When entering the doors of Hand in Paw, you might think the place has gone to the dogs and in a way it has. It’s not because of the appearance of the building. The new construction opened in 2019. It’s because you’re greeted by Annie and Oakley, the personal pets of Executive Director Margaret Stinnett, and Financial and HR Director Amanda Puskar.
The impact of the dogs is immediate as they instantly lighten the mood of the room. That is the general premise behind Hand in Paw (HIP), an organization dedicated to providing animal-assisted therapeutic visits to hospitals, schools, nursing homes, and rehabilitation facilities. They are just one of the many nonprofit organizations Borland Benefield helps through auditing.
Executive Director Margaret Stinnett and Hand in Paw Founder, Beth Franklin.
The History of HIP
HIP began in 1996 when Beth Franklin, then Executive Director for the Greater Birmingham Humane Society, learned of the power of animal-assisted therapy and how it changed the lives of people in need.
At the time, animal-assisted therapy was not as well known as today, but when Beth discovered that it was helping cancer patients going through chemotherapy, she knew she had found her mission.
Beth trained with the Delta Society (now Pet Partners) to learn how to use this new therapy to its full potential. Soon after, Beth left her job at the Humane Society, sold her house, and founded HIP with a core group of like-minded investors. With the help of UAB staff, HIP created an infection control protocol to ensure the safety of patients and then went to work.
“HIP’s work started with Oncology at UAB,” Margaret recalls. “Therapy teams then expanded to Children’s of Alabama. As the idea gained traction they began to serve more hospitals, nursing homes and special needs children in schools. Then HIP began visiting at-risk youth and expanded services to include offices and colleges. It didn’t take much convincing to show people how beneficial an animal visit could be for people’s wellbeing.” In fact, a number of studies since the mid-1990s have shown that animal therapy can reduce stress hormones, lower cholesterol and lower blood pressure.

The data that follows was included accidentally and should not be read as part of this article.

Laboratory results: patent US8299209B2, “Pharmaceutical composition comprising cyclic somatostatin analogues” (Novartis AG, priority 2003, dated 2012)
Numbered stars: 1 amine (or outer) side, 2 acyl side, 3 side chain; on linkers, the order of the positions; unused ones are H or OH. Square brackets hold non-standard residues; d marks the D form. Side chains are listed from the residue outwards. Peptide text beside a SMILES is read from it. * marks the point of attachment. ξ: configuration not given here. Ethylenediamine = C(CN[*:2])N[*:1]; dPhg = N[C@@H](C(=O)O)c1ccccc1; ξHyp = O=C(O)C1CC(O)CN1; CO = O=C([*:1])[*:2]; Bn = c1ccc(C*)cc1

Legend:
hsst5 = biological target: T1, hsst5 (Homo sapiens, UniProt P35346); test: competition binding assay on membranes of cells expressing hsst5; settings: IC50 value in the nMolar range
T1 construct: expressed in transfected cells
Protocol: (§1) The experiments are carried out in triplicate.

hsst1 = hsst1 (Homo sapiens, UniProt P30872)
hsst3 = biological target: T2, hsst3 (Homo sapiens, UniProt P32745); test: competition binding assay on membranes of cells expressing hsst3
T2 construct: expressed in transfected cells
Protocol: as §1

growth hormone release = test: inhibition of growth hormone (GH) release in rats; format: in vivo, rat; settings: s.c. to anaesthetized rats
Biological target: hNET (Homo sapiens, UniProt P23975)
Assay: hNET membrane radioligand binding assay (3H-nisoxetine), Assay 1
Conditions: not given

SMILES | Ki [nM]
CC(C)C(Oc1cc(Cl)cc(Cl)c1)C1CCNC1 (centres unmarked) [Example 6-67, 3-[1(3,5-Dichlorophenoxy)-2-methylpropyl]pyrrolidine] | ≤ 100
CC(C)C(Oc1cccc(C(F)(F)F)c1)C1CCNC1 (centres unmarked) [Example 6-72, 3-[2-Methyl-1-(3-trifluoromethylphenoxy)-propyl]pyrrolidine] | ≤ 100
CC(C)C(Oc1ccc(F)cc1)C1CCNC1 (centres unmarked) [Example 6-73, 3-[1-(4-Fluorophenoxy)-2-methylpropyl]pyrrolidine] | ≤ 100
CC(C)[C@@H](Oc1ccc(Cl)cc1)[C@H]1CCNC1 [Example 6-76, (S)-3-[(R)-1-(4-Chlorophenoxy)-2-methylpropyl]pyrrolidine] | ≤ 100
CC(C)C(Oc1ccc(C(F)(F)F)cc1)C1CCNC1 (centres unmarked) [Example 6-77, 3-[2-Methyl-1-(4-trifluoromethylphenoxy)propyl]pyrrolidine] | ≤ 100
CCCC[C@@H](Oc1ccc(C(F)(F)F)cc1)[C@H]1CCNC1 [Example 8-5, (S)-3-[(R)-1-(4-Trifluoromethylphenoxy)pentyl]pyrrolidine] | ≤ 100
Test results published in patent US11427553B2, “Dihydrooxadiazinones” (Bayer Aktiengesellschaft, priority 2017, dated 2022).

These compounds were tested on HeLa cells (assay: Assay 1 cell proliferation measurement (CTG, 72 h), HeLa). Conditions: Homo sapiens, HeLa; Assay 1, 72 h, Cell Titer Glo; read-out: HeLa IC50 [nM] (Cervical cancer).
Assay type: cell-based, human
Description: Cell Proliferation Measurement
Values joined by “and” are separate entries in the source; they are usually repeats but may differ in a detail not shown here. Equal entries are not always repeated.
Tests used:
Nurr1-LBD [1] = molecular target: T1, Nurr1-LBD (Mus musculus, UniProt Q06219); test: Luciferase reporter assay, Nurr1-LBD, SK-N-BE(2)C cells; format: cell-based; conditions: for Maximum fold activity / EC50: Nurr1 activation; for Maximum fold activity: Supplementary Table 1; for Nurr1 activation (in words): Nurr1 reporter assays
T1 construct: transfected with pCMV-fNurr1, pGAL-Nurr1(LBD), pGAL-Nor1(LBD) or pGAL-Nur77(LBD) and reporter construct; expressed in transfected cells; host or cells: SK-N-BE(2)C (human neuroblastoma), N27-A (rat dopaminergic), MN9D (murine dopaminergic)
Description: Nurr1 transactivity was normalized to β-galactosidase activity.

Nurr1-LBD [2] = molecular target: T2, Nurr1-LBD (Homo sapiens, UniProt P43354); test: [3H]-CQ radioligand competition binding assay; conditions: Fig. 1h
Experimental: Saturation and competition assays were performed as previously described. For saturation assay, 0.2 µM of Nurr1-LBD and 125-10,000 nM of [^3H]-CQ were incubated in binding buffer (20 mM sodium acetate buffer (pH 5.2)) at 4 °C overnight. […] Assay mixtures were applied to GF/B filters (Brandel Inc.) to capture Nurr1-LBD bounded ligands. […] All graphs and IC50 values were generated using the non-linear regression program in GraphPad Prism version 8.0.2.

Today, HIP manages over eighty therapy teams who made more than 767 therapy visits in 2020.
Mastering the Art of Being a Good Boy
To become a therapy team, a volunteer and their pet need to be trained and graded by HIP evaluators. Potential therapy pets have to be calm, cool, and collected in unfamiliar and sometimes chaotic environments. For example, a dog visiting a hospital must be able to ignore a mixture of confusing sights, sounds, and smells, and remain calm if a code blue occurs.
HIP’s state-of-the-art facility near Avondale even features a simulated hospital room so evaluators can gauge how a therapy pet will react in a real hospital setting.
There’s also all of the basic obedience that needs to be mastered. It’s not enough for a therapy dog to be calm; they have to be in lock-step with their owners in order to make therapy visits achieve the desired result of bringing joy to the patient.
Dollars for Dogs
HIP doesn’t charge any of the organizations it serves, so it takes a lot of fundraising and events to keep the good going.
Picasso Pets is one of HIP’s most popular fundraisers. Going strong for 20 years now, a donor makes a pledge, reviews the portfolios of local artists, then works with the artist of their choice to create a custom painting of their animal companion, complete with pictures or pawprints from their pet.
Another popular event is Mutt Strut, where people pay an entry fee, then enjoy a 5k run (or walk) with their dogs.
For October’s Barktoberfest, HIP partners with Cahaba Brewing. Participants compete in costume and stein hoist contests, because what goes better with holding up heavy mugs of beer than a bunch of cute dogs?
These events, coupled with corporate and private sponsors, are the lifeline that allows HIP to continue its fantastic work.
A Helping Hand for a Helping Paw
Borland Benefield has been auditing for HIP since 2005. The firm is so involved with the nonprofit that a number of Borland Benefield employees have even served on HIP’s board.
“Nonprofits are unique in how fluid they are. Board members change, volunteers move on and everything moves so fast that sometimes the history gets forgotten,” says Amanda. “Audits, believe it or not, can show the entire history of an organization. The audit work Borland Benefield has done has helped sketch a roadmap of the entire history of the organization.”
Unfortunately, a Birmingham accounting firm isn’t the best place for dogs, but everyone at Borland Benefield is happy to be a part of helping Hand in Paw continue its mission of bringing a bit of happiness to patients and people in the area.
Learn more about becoming part of a therapy team or making a donation by visiting Hand in Paw’s website.